New Delhi: Beginning next academic year, students of the Industrial Training Institutes (ITIs) will be allowed to take breaks from their two-year courses to work. The government has set out to overhaul the 60-year-old industrial training system to address a number of issues.
“Students will have the freedom to leave their study after every six months to take up a job,” said R.L. Singh, director of training at the directorate general for employment and training, labour ministry.
At least 1.2 million students study at 8,800 ITIs. The new system will allow them to return to resume studies from where they had left.
“The course will be made modular to facilitate this transition,” said Singh.
The effort is part of a larger goal: India aims to train 500 million people by 2022 to help industry get enough manpower and bridge a demand-supply gap.
It is also an attempt to improve employability and make ITIs more relevant to industry.
“We had received feedback from several stakeholders. Some said that our courses are too long, some said it’s obsolete and others said it’s not industry-worthy. Now, we have initiated the change,” said Singh.
India began establishing ITIs six decades ago to produce skilled workforce for industries, but the quality of students has been a worry.
Overhauling ITIs will help both the government and industries, especially as there’s a shortage of manpower, said Narayanan Ramaswamy, executive director, education, at consulting and audit firm KPMG. “But for that, courses need to be in alignment with the demand.”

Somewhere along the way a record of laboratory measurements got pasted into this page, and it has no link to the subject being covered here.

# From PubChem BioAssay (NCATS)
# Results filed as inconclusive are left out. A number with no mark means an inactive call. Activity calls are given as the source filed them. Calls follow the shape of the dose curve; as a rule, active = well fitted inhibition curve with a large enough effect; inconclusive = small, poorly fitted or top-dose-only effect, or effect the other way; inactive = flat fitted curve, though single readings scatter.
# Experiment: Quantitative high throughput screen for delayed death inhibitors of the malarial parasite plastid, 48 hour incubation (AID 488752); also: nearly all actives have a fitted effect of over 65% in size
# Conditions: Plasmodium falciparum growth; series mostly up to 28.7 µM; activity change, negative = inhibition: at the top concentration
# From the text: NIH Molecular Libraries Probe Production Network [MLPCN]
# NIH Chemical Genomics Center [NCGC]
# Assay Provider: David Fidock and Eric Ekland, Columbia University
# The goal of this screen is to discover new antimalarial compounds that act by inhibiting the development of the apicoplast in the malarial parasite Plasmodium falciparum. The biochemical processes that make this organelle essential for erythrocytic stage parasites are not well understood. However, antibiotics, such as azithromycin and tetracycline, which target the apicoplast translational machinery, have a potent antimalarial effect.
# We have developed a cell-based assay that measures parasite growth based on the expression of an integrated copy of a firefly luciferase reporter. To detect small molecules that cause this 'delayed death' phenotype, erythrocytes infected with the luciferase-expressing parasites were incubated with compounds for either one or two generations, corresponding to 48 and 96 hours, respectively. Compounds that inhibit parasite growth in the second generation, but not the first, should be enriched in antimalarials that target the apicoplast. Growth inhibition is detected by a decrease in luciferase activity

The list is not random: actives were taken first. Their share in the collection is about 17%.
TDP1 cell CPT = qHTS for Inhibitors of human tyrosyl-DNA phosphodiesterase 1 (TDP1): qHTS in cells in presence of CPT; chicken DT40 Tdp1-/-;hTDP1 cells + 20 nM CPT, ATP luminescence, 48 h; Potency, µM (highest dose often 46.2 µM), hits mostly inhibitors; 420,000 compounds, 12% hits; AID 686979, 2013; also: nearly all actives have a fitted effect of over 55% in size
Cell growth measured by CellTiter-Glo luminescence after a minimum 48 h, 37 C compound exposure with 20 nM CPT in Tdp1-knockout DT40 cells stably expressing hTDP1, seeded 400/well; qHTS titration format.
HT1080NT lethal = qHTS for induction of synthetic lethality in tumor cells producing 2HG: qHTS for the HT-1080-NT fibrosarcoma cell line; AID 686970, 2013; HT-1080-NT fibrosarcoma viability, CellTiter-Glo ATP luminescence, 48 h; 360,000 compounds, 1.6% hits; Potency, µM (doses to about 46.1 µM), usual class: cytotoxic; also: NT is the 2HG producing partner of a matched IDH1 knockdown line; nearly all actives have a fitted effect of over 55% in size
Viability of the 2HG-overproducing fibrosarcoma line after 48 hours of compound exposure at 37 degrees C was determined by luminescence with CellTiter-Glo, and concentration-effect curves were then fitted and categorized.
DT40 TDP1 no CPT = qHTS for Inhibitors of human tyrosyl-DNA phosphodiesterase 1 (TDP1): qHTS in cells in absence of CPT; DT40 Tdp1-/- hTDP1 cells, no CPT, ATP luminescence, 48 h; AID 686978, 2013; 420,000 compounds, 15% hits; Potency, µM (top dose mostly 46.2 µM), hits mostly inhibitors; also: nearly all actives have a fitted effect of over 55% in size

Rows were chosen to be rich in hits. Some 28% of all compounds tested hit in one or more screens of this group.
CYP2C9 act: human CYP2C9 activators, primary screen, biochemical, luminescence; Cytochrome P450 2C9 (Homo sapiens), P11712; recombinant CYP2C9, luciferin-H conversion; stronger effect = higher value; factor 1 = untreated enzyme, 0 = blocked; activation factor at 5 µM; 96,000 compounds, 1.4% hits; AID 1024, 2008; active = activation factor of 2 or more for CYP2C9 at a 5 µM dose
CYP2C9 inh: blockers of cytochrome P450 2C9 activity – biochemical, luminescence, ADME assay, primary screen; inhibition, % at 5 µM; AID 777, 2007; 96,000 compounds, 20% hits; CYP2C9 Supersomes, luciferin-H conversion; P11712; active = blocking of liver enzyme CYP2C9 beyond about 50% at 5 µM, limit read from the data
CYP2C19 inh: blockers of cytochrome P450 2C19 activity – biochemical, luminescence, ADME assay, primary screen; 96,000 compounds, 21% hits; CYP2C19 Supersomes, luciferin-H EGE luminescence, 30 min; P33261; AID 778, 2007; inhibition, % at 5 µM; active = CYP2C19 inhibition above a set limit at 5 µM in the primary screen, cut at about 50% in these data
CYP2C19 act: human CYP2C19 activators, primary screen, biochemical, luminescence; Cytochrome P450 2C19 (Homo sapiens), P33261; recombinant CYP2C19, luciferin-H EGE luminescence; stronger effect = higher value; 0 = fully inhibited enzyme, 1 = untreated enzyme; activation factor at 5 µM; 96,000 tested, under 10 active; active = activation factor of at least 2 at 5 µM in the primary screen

The labour ministry will, as a first step, introduce a semester system in ITIs, which offer training in 116 trades.
The regional directorate of apprenticeship training (RDAT), a body under the labour ministry, will prepare the new syllabus in consultation with the industry, said S.J. Amalan, RDAT, Kolkata.
Eliminating redundant courses and making ITIs flexible will help create a better pool of professionals, he said. “The employability of students will improve and the industry will not complain.”
The new system will be in place before the 2012 academic year. “By adopting a new system, examinations and evaluations will increase, but we have to change for good,” Singh said.
Each semester will be a stand-alone module to allow students to take breaks.
“It will be job-linked and modular. After six months, a student can take up a job and if he wants to come back then he can through (a) multi-point entry system re-start the course from where he had left,” said Singh.
The story so far
• Industrial Training Institutes (ITIs) were set up in mid-1950s
• In 2007, as part of a new skill development initiative, industries were allowed to adopt ITIs. Nearly 1,396 ITIs were selected for this
• Government announced interest free loans to ITIs to revamp infrastructure in 2007
• In May 2010, the National Council for Vocational Training recommended the introduction of employability skills such as spoken English for ITI students. This will come into effect in August 2011
• In March 2011, the government had ordered an IT literacy scheme to make ITI students tech savvy